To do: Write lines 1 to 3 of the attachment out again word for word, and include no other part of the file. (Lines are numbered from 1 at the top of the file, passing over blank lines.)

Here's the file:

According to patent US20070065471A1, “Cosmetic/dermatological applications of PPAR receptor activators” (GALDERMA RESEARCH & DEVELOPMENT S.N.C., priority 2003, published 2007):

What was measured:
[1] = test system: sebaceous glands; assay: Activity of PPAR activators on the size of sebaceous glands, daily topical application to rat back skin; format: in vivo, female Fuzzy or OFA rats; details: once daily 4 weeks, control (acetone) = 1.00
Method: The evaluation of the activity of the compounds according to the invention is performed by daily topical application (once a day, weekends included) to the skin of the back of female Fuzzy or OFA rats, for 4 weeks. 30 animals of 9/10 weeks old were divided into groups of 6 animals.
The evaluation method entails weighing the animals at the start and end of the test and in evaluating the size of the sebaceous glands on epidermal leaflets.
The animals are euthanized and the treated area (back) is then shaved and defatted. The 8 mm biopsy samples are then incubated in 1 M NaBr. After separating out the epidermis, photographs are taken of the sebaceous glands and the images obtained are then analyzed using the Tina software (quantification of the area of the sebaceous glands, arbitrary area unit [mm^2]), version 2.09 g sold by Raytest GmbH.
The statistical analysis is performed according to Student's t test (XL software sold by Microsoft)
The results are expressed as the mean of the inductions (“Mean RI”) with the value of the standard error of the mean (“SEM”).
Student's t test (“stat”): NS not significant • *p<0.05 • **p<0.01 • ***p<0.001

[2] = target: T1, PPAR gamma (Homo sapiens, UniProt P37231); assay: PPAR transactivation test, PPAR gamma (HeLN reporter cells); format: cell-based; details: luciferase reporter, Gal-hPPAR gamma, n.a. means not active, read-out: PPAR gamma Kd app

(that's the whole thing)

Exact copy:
According to patent US20070065471A1, “Cosmetic/dermatological applications of PPAR receptor activators” (GALDERMA RESEARCH & DEVELOPMENT S.N.C., priority 2003, published 2007):

What was measured:
[1] = test system: sebaceous glands; assay: Activity of PPAR activators on the size of sebaceous glands, daily topical application to rat back skin; format: in vivo, female Fuzzy or OFA rats; details: once daily 4 weeks, control (acetone) = 1.00